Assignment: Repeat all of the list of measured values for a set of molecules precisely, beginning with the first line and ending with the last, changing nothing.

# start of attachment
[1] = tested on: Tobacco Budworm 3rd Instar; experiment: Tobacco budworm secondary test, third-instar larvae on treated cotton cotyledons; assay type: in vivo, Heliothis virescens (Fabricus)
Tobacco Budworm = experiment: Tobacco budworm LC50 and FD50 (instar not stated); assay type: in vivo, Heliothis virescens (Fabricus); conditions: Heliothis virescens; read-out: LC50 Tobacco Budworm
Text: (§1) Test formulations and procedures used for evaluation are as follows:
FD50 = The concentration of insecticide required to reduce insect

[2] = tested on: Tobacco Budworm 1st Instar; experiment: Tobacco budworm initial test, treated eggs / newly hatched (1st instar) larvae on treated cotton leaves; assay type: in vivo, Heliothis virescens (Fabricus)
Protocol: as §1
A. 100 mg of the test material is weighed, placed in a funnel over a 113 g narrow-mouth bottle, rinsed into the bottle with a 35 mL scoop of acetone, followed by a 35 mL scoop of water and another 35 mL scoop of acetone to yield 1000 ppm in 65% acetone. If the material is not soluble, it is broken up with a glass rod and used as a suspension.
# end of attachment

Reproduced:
[1] = tested on: Tobacco Budworm 3rd Instar; experiment: Tobacco budworm secondary test, third-instar larvae on treated cotton cotyledons; assay type: in vivo, Heliothis virescens (Fabricus)
Tobacco Budworm = experiment: Tobacco budworm LC50 and FD50 (instar not stated); assay type: in vivo, Heliothis virescens (Fabricus); conditions: Heliothis virescens; read-out: LC50 Tobacco Budworm
Text: (§1) Test formulations and procedures used for evaluation are as follows:
FD50 = The concentration of insecticide required to reduce insect

[2] = tested on: Tobacco Budworm 1st Instar; experiment: Tobacco budworm initial test, treated eggs / newly hatched (1st instar) larvae on treated cotton leaves; assay type: in vivo, Heliothis virescens (Fabricus)
Protocol: as §1
A. 100 mg of the test material is weighed, placed in a funnel over a 113 g narrow-mouth bottle, rinsed into the bottle with a 35 mL scoop of acetone, followed by a 35 mL scoop of water and another 35 mL scoop of acetone to yield 1000 ppm in 65% acetone. If the material is not soluble, it is broken up with a glass rod and used as a suspension.